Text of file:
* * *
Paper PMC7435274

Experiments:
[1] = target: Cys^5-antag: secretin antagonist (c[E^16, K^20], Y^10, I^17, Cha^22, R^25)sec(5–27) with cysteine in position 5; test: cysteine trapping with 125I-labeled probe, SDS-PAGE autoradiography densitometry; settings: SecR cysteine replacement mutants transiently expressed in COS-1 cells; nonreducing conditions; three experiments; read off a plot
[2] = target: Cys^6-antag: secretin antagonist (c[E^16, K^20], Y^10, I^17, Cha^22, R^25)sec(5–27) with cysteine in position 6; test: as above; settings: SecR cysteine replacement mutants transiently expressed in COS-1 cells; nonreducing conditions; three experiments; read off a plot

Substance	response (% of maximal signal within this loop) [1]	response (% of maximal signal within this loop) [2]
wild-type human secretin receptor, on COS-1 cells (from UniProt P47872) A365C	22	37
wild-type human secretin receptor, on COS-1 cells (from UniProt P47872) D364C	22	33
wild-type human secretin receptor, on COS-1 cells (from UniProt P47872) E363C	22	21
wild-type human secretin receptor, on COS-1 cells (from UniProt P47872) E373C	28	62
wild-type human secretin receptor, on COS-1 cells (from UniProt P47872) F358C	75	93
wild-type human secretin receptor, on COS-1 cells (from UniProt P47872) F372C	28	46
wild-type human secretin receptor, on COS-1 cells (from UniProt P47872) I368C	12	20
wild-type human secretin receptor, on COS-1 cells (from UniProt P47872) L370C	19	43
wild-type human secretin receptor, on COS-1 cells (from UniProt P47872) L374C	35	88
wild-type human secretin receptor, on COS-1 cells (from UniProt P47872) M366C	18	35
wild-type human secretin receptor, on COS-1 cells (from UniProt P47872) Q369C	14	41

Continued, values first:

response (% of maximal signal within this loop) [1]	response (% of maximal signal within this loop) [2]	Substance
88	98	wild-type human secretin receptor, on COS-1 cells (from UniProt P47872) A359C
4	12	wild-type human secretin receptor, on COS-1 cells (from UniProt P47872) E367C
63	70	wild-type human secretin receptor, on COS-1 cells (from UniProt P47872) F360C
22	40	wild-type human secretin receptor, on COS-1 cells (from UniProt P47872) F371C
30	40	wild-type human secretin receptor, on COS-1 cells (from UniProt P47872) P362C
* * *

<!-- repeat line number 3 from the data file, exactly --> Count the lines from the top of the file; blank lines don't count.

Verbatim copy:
[1] = target: Cys^5-antag: secretin antagonist (c[E^16, K^20], Y^10, I^17, Cha^22, R^25)sec(5–27) with cysteine in position 5; test: cysteine trapping with 125I-labeled probe, SDS-PAGE autoradiography densitometry; settings: SecR cysteine replacement mutants transiently expressed in COS-1 cells; nonreducing conditions; three experiments; read off a plot